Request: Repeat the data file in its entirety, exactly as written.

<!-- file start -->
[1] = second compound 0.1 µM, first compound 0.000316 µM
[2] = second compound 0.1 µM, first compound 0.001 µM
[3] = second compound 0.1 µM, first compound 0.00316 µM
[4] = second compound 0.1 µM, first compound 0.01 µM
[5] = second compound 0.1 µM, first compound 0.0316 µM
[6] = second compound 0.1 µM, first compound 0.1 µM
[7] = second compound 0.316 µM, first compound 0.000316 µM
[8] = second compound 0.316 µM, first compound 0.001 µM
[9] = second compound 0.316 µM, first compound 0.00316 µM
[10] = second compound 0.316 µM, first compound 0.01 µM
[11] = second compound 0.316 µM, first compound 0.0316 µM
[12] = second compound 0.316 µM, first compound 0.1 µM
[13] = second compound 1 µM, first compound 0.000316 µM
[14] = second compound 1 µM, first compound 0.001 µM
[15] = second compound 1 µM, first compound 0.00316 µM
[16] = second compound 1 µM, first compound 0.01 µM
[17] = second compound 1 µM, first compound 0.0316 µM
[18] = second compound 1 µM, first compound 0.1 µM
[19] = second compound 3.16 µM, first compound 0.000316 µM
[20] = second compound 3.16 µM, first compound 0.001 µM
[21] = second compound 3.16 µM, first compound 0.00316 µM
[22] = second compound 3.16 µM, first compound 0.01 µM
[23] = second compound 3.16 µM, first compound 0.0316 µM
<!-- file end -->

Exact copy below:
[1] = second compound 0.1 µM, first compound 0.000316 µM
[2] = second compound 0.1 µM, first compound 0.001 µM
[3] = second compound 0.1 µM, first compound 0.00316 µM
[4] = second compound 0.1 µM, first compound 0.01 µM
[5] = second compound 0.1 µM, first compound 0.0316 µM
[6] = second compound 0.1 µM, first compound 0.1 µM
[7] = second compound 0.316 µM, first compound 0.000316 µM
[8] = second compound 0.316 µM, first compound 0.001 µM
[9] = second compound 0.316 µM, first compound 0.00316 µM
[10] = second compound 0.316 µM, first compound 0.01 µM
[11] = second compound 0.316 µM, first compound 0.0316 µM
[12] = second compound 0.316 µM, first compound 0.1 µM
[13] = second compound 1 µM, first compound 0.000316 µM
[14] = second compound 1 µM, first compound 0.001 µM
[15] = second compound 1 µM, first compound 0.00316 µM
[16] = second compound 1 µM, first compound 0.01 µM
[17] = second compound 1 µM, first compound 0.0316 µM
[18] = second compound 1 µM, first compound 0.1 µM
[19] = second compound 3.16 µM, first compound 0.000316 µM
[20] = second compound 3.16 µM, first compound 0.001 µM
[21] = second compound 3.16 µM, first compound 0.00316 µM
[22] = second compound 3.16 µM, first compound 0.01 µM
[23] = second compound 3.16 µM, first compound 0.0316 µM